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James McCarthy still a big concern as D-Day looms for Martin O'Neill

By Daniel McDonnell

The Republic of Ireland team will kick off their week in Cork today with the fitness of James McCarthy providing Martin O'Neill with as much stress as the process of whittling down his squad to 23 bodies.

McCarthy is due to participate in training at Turner's Cross today and, while O'Neill's bottom-line conclusion is that he thinks the Everton midfielder should be fine for the tournament, the Republic boss has all but ruled him out of tomorrow's game with Belarus and confessed that he is less confident than he was this time last week.

With the centre of midfield the main area troubling Ulsterman O'Neill in terms of his selection process, a question mark over a key element of his team is an unwelcome variable.

"We're going to have another look at some things and see how he is again on Monday," said the 64-year-old, as he reflected on Friday's 1-1 draw with Holland at the Aviva Stadium. "I said before that I didn't think it was a big concern.

"I can say no more at this minute, but I think he should be okay. I thought that with plenty of confidence during the middle of the week, from the news I was getting, that everything would be okay, and I would be only slightly less confident now.

"He's doing some stuff at this minute with the medical team and the scans have been clear, both the one at Everton and the one we've done.

"So, while that's reassuring, it doesn't necessarily mean everything's right. James is one of those lads who genuinely likes to be training, not missing a few days, and then you start to get a wee bit worried."

After his initial thoughts appeared to contain a trace of doubt, O'Neill was again asked directly if he would name McCarthy in his squad tomorrow night if uncertainty lingered. He indicated that the player might be offered an input.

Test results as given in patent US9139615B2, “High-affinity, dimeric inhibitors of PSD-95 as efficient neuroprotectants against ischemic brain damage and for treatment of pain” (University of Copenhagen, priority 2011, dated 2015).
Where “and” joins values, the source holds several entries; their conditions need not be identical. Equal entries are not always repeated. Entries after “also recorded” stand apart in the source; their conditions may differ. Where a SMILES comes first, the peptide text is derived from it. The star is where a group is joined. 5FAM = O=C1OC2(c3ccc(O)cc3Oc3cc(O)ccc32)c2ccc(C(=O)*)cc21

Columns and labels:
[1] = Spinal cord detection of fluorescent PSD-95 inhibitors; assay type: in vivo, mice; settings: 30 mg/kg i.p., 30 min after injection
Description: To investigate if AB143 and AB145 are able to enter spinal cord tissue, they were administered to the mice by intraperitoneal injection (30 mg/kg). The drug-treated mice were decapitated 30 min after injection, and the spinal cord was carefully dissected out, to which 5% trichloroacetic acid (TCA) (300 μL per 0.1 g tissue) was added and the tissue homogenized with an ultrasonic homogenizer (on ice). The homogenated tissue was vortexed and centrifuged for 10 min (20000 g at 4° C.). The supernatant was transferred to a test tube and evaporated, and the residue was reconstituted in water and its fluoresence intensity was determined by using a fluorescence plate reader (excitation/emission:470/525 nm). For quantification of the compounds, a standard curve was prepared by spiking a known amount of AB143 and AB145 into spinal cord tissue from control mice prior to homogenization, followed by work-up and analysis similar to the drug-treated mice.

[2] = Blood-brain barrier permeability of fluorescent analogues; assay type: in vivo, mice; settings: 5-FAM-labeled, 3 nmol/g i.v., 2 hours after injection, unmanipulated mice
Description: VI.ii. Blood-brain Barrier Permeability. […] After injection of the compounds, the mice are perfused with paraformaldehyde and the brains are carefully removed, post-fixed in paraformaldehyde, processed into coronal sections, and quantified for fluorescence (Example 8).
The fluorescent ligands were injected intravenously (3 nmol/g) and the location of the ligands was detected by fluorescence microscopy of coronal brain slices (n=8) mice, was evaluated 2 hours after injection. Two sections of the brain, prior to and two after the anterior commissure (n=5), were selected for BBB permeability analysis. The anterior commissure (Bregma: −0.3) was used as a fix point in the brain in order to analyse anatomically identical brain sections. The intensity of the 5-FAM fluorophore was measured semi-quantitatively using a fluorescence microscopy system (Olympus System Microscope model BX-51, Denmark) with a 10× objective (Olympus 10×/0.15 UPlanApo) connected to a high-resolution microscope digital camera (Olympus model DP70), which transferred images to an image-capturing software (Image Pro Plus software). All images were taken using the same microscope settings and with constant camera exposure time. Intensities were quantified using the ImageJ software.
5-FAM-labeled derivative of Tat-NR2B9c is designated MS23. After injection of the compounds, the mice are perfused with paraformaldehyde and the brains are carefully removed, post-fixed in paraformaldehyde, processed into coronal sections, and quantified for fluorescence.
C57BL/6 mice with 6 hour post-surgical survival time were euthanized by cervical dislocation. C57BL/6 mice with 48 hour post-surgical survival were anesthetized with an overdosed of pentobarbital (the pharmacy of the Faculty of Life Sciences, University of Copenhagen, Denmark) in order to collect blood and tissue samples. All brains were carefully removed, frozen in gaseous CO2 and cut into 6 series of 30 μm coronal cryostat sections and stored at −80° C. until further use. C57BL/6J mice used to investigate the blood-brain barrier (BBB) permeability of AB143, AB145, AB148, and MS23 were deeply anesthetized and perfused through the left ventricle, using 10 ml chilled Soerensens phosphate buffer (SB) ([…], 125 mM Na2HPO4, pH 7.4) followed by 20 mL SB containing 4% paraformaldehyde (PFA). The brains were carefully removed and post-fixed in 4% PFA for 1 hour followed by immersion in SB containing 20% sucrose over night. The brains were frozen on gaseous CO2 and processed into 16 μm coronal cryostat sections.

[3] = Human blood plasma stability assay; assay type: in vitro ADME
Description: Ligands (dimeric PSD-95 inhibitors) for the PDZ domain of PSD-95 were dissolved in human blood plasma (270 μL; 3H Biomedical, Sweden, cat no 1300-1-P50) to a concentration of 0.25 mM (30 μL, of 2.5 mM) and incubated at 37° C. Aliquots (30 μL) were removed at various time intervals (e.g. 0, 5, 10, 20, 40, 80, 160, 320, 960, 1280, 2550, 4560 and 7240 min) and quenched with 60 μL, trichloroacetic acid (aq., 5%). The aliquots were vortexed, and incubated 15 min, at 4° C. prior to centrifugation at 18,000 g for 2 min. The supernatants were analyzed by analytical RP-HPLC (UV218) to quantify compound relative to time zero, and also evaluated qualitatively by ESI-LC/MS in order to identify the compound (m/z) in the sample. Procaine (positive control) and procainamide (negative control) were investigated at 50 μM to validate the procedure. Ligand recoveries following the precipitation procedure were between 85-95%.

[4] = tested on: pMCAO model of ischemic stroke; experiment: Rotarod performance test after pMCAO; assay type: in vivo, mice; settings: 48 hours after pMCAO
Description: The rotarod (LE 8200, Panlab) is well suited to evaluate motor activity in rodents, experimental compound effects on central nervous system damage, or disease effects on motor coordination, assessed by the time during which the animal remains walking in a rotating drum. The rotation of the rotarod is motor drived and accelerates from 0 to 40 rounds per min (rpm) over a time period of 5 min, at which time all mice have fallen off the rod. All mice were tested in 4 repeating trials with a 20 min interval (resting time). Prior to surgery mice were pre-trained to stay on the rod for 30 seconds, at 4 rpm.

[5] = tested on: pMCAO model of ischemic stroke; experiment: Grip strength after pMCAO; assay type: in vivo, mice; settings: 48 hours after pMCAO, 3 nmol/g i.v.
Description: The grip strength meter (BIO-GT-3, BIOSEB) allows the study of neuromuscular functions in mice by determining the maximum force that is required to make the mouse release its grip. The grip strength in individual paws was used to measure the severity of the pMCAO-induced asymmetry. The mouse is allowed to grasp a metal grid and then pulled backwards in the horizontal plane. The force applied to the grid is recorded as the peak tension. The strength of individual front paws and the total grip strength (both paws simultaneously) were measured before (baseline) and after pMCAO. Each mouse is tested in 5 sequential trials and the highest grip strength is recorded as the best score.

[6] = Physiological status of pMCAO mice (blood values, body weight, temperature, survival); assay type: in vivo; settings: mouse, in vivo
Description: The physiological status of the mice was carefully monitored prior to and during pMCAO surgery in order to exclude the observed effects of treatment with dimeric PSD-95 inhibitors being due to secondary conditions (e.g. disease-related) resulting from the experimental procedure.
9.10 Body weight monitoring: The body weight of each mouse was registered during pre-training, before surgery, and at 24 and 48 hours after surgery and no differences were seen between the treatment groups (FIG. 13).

"I'll be guided by him and Alan (Dr Alan Byrne) on that one," he responded, "Remember, the games in France come thick and fast. But I sometimes think that you can't be thinking that every single player will be alright for every one of the games.

"In an ideal world, it would be great. But James has earned the right to be one of those to have consideration at least to the very last moment. And he's worth waiting on as well."

O'Neill has confirmed that Daryl Murphy, Robbie Keane and Aiden McGeady will all get the nod from the outset tomorrow.

The speed with which he has to make his final call - effectively in the minutes after the full-time whistle against Belarus - means that the players left out are in a situation where they will be secretly hoping that rivals in their position don't set the world alight.

"I'm pretty well close on things," said O'Neill. "Ideally, it would be fine, if that was the case, if we had a wee bit of time to think about it.

"(David) Meyler may or may not get on the field of play but he's been great for us, a big boost, he's very popular and all of those things and threw everything into the game in Germany and the point that helped us there."

Stephen Quinn was also part of that draw in Gelsenkirchen and, like Meyler, is under threat because of the emergence of Harry Arter.

O'Neill will have to decide if there really is any room for sentiment.

Belfast Telegraph